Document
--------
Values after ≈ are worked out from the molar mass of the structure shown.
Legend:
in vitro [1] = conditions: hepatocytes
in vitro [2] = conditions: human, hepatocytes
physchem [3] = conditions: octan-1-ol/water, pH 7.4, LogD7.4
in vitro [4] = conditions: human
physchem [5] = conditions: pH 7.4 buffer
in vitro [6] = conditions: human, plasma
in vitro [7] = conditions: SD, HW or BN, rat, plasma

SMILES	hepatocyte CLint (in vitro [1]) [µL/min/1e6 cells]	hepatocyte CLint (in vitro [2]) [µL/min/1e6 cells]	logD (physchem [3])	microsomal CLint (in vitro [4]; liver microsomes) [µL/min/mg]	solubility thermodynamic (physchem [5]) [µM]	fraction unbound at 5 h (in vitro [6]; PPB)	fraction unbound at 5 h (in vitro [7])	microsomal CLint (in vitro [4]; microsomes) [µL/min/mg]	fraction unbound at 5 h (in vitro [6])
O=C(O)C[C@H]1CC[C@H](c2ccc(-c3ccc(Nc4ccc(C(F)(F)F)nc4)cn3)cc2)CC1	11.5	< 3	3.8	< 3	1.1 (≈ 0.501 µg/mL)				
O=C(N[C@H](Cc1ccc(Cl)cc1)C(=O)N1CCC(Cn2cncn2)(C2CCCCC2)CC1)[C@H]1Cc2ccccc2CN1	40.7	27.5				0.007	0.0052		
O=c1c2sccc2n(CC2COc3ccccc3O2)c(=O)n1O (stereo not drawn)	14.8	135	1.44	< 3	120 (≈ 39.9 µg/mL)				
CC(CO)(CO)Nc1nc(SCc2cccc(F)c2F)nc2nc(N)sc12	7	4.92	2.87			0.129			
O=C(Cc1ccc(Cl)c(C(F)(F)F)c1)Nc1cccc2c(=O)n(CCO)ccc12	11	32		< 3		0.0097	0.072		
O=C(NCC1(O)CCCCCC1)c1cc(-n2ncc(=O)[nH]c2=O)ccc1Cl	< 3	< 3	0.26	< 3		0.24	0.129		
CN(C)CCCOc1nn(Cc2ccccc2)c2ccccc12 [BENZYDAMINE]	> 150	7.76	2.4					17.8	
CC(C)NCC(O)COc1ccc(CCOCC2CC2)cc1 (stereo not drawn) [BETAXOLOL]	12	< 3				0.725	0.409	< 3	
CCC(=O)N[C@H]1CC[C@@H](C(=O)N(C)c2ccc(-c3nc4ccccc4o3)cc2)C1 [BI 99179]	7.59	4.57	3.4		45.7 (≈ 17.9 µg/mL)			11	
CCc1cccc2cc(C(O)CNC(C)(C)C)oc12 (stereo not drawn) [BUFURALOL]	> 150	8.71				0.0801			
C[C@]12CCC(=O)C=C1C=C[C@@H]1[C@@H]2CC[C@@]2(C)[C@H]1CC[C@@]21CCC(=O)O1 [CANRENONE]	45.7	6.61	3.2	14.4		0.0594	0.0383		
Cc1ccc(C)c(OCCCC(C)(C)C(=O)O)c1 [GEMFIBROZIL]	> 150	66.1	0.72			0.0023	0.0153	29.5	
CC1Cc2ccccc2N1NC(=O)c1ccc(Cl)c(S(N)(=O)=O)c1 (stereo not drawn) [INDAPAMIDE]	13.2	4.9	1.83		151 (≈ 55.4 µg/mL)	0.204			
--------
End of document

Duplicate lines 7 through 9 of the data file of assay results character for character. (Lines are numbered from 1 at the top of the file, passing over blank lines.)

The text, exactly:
physchem [5] = conditions: pH 7.4 buffer
in vitro [6] = conditions: human, plasma
in vitro [7] = conditions: SD, HW or BN, rat, plasma